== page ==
The Ecuadorians cut Assange’s internet connection and ended his access to visitors on 28 March, saying he had breached an agreement at the end of last year not to issue messages that might interfere with other states. Quito has been looking to find a solution to what it increasingly sees as an untenable situation: hosting one of the world’s most wanted men.

In November 2017, Assange hosted two supporters of the Catalan independence movement, whose push for secession from Spain had plunged the country into its worst political crisis since returning to democracy. Assange has said he supported the right to “self-determination” and argued against “repression” from Madrid.

He was visited by Oriol Soler, a Catalan businessman and publisher, and Arnau Grinyó, an expert in online communications campaigns. Their meeting, which was reported by the Spanish press, took place a little over a month after the unilateral Catalan independence referendum, and 13 days after the Spanish government responded to the unilateral declaration of independence by sacking the administration of the then Catalan president, Carles Puigdemont, and assuming direct control of the region.

I think that’s we call ‘leading’. Terminology like “..Assange’s role in the US presidential election..”, “..one of the world’s most wanted men..”, “..unilateral referendum..”, “..unilateral declaration of independence..”, are suggestive, they are meant to paint a picture in the reader’s head. What’s missing is any and all mention of the brutal violence in Catalunya on referendum day. That, too, has a purpose.

Assange has been a vocal critic of Madrid’s handling of the Catalan crisis and described the independence movement as “the redefinition of the relationship between people and state”, and “the most disciplined Gandhian project since Gandhi”. A Spanish diplomat told the Guardian that Spain “conveyed a message” to Ecuadorian authorities that Assange was using social media to support the secessionist movement and sending out messages “that are at odds with reality”.

A billion people have been critics of what happened around the referendum. So why not Assange? For what reason did he need to be shut up? Everyone can speak their mind, but not him? We no longer have freedom of speech? Isn’t that something a newspaper, most of all, first of all, should stand up for? An embassy of a democratic nation? No, not a word.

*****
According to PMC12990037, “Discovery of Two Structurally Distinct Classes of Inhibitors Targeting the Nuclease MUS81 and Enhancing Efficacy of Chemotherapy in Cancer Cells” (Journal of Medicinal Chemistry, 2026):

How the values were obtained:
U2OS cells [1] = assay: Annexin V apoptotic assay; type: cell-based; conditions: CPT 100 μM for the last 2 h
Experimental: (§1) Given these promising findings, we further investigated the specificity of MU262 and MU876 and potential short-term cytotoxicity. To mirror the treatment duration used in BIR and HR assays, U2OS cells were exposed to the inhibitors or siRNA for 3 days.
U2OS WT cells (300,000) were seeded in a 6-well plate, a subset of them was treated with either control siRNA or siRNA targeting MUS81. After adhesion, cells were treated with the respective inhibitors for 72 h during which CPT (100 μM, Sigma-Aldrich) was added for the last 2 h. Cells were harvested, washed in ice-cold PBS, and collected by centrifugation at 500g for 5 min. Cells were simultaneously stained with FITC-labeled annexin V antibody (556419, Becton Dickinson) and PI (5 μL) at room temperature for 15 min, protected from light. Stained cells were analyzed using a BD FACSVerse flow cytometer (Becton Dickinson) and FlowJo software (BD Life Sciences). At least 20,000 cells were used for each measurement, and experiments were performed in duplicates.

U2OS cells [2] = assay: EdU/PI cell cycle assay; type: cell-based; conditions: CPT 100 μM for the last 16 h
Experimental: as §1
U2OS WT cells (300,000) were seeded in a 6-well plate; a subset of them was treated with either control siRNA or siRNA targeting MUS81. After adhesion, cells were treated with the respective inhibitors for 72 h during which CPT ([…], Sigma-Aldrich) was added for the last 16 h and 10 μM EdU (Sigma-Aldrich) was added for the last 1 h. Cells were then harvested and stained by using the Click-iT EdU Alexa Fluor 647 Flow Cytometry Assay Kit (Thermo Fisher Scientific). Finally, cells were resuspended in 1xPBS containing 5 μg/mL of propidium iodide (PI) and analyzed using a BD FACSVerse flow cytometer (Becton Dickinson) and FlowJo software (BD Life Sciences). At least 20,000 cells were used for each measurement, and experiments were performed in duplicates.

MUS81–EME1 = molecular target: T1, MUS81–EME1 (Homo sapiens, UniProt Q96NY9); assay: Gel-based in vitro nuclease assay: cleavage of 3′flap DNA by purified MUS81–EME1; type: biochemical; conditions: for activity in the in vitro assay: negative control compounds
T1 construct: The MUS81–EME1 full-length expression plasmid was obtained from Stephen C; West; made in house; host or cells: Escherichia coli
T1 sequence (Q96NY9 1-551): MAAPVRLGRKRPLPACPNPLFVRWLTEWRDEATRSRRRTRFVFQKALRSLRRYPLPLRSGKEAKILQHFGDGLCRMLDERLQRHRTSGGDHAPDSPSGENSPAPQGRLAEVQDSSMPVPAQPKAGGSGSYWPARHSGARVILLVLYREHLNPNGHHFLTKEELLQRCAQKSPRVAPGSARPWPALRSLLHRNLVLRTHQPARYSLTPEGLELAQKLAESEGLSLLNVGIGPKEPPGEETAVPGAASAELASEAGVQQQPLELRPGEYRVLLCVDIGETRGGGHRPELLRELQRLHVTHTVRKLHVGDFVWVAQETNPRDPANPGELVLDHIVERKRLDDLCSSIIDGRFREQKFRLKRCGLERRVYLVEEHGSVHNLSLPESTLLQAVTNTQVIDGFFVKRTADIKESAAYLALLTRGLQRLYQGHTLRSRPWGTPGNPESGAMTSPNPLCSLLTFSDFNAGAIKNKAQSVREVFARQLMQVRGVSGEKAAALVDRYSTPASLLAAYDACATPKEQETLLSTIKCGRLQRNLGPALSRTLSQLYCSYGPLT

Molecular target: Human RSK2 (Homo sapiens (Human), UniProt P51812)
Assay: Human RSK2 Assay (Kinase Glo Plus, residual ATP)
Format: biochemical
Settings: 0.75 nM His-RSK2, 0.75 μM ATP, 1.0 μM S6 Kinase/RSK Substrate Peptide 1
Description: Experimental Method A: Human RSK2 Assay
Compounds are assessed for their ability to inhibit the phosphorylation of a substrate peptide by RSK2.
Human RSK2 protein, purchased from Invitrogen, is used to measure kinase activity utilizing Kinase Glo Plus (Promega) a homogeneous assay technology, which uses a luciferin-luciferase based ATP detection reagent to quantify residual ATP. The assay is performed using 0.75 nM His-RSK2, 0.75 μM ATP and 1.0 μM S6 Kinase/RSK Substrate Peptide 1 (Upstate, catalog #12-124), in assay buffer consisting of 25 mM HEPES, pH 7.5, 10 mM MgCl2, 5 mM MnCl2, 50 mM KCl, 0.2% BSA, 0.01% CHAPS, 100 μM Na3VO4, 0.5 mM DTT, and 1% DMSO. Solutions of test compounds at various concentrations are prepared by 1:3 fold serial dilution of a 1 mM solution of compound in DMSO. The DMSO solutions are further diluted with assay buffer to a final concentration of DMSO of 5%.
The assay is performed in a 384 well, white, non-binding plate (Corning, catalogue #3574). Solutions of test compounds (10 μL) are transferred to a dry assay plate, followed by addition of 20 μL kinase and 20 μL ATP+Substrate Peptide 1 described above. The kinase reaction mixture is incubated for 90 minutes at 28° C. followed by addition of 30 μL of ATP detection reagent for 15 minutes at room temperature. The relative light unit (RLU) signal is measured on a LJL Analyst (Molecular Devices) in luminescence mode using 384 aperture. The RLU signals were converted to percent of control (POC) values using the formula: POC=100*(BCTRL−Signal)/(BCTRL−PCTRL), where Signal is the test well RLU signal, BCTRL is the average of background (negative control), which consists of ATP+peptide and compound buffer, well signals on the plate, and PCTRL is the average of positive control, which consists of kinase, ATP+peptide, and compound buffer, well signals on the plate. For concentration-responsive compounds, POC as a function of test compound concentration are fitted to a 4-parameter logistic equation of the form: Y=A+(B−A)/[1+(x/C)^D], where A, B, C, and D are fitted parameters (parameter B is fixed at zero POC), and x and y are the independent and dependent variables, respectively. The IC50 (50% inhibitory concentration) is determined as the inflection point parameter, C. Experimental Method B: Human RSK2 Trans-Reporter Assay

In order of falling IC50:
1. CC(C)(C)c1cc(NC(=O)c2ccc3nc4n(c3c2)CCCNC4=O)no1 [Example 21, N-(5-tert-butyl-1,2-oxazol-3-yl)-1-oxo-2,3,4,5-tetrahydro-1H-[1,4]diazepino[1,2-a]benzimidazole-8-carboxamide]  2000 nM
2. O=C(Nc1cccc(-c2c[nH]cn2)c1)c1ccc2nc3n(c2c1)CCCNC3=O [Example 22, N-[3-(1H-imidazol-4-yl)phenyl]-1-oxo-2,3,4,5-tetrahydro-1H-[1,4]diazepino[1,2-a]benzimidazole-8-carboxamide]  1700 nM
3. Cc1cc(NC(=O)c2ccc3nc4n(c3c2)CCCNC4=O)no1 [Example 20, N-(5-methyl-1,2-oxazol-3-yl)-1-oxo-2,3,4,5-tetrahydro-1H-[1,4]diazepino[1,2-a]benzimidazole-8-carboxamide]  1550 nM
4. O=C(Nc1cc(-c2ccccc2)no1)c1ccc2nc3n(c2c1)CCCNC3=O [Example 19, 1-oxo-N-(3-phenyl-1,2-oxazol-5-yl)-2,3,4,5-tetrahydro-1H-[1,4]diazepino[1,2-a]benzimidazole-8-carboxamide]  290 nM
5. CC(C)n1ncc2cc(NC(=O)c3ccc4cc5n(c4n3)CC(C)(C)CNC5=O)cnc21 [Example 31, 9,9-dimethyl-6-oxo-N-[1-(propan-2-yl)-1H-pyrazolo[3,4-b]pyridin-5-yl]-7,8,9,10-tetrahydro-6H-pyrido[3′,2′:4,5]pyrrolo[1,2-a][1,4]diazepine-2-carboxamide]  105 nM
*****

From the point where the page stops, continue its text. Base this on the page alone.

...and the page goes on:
[..] “Spain has, on a number of occasions, informed the Ecuadorian authorities of its concerns over the activities that Julian Assange has engaged in while in the Ecuadorian embassy in London.” [..]In December, Ecuador’s president, Lenín Moreno, reminded Assange that he should refrain from trying to intervene in Ecuadorian politics.

US intelligence agencies and Spanish authorities have separately claimed that Russia has had a hand in their domestic affairs. US agencies have accused WikiLeaks of working with Russian intelligence to try to disrupt the US election by releasing hacked emails from Hillary Clinton’s 2016 presidential campaign, and Spanish officials have suggested that much of the messaging on social media about the Catalan crisis originated in Russia.

Obviously, Assange has never interfered in Ecuadorian politics. That’s just utter nonsense. But that last bit takes the cherry. There is no proven link between Assange and Russia. There is no proven link between Russia and US elections. There is no proven link between Russia and hacked emails. There is no proof the emails were hacked. And as for Russia interfering in the Catalan referendum: oh, please.

Is this just very very bad journalism, or is it something more? You be the judge. But beware that almost all of this stuff consists of insinuations. It’s an affront to journalism.

Glenn Greenwald interviewed Former Ecuadorian President Rafael Correa after the Guardian pieces came out:

Ecuador’s Ex-President Denounces Treatment of Julian Assange as “Torture”